Police Force Admits it Was Wrong to Warn Feminist for Being ‘Untoward About Paedophiles’

MANCHESTER, UNITED KINGDOM - 2022/05/15: Posie Parker speaks at the Anti-Trans Protest. The Anti-Transgender group headed by Posie Parker and the Manchester Trans Rise Up (pro-trans activists) protested against one another at St. Peter's Square. Initially, the Anti-Transgender group headed by Posie Parker, the controversial woman who harassed a prominent …
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A British police force, already in special measures over its long-term failures to protect people, has admitted to have not acted in a “wholly proportionate” manner after officers visited a feminist campaigner at home for being “untoward about paedophiles”.

On Sunday, British YouTuber and feminist campaigner Kellie-Jay Keen, also known as Posie Parker, said that two police officers from the Wiltshire force came to her home to relay that there had been a complaint levied against her for one of her videos, saying: “Somebody’s phoned up because one of your videos you’re being untoward about paedophiles.”

According to Keen, the officer admitted that he had not even watched the video in question, yet, because someone had been offended, they recorded it as a “hate crime”. Keen said that the officer was unable to tell her if it was in fact recorded as a crime or the controversial “non-crime hate incident” category.

The video in question was reportedly Mermaids, Drag and Grooming, in which Keen criticised a LGBT pride event for having a 12-year-old boy dancing on stage in drag, which she claimed was a form of exploitation.

Following harsh criticism on social media, the Wiltshire Police issued a statement, tacitly admitting that the actions taken by officers were wrong, and that they no longer fell in line with the recently updated advice from the College of Policing, which told officers last week that being offensive is not in itself a crime and that police should not involve themselves in “debates on Twitter”.

A spokesman from the Wiltshire Police said on Thursday: “Following a report from a member of the public, officers visited a woman in Trowbridge to offer words of advice regarding comments made online which the complainant felt were inappropriate and offensive. No further additional police action will take place and the matter has been closed.

“Having reviewed our response to this incident in relation to the new guidance from the College of Policing concerning hate crime incidents, we acknowledge that the response from the Force was not wholly proportionate.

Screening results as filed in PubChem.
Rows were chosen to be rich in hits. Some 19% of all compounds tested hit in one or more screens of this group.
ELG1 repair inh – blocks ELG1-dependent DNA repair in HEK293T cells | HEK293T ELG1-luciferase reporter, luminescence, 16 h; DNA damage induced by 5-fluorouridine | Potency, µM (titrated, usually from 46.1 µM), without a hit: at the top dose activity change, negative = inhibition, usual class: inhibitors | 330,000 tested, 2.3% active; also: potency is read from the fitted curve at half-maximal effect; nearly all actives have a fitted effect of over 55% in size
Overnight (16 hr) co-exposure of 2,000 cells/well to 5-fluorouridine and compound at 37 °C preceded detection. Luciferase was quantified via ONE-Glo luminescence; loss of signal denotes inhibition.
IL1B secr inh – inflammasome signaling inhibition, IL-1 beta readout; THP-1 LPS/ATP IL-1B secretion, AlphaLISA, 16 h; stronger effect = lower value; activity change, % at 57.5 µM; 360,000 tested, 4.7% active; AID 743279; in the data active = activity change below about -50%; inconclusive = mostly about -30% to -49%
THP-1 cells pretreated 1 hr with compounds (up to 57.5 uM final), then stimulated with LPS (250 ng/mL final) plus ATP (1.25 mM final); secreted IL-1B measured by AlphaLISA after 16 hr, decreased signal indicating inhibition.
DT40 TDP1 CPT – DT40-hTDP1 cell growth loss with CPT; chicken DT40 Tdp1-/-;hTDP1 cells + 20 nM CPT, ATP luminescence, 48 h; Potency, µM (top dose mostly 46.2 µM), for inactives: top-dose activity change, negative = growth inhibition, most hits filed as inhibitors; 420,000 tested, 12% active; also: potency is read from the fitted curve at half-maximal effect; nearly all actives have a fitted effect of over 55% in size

“However, it is important to state that our officers acted with the best intentions, working to the previous guidance, which only changed last week.

“We are currently working on ensuring the latest national guidance is fully shared within our organisation to provide clarity to officers on how reports of this nature should be dealt with on a case by case basis to ensure a consistent and proportionate response.”

Ms Keen, who runs the Standing For Women organisation, which seeks to protect women’s rights from the encroachment of transgender ideology, mocked the police statement on Wednesday, saying sarcastically that the officers “were just following orders”.

“I just want to be a fly on the wall when they had that meeting and realised what on earth they were doing,” she said.

Last month, the Wiltshire Police was put under special measures by the HM Inspectorate of Constabulary (HMIC) police watchdog over “serious concerns” about how the force uses its resources and how it responds to the public and protects vulnerable people.

HMIC Inspector Wendy Williams said that the “force is missing opportunities to protect vulnerable and repeat victims of crime. It needs to improve the way it manages victims’ calls, so that all vulnerable people are identified. Some domestic abuse victims have received an unacceptable level of service and have continued to remain at risk.”

The update to the guidelines from the College of Policing on non-crime hate incidents — of which 120,000 were recorded over the past five years by police  — comes as as rapes, sexual assaults and violent crimes have hit record highs. At the same time, the number of cases actually solved by police have fallen dramatically, with just 1.3 per cent of rape cases resulting in a criminal charge.

Follow Kurt Zindulka on Twitter here @KurtZindulka

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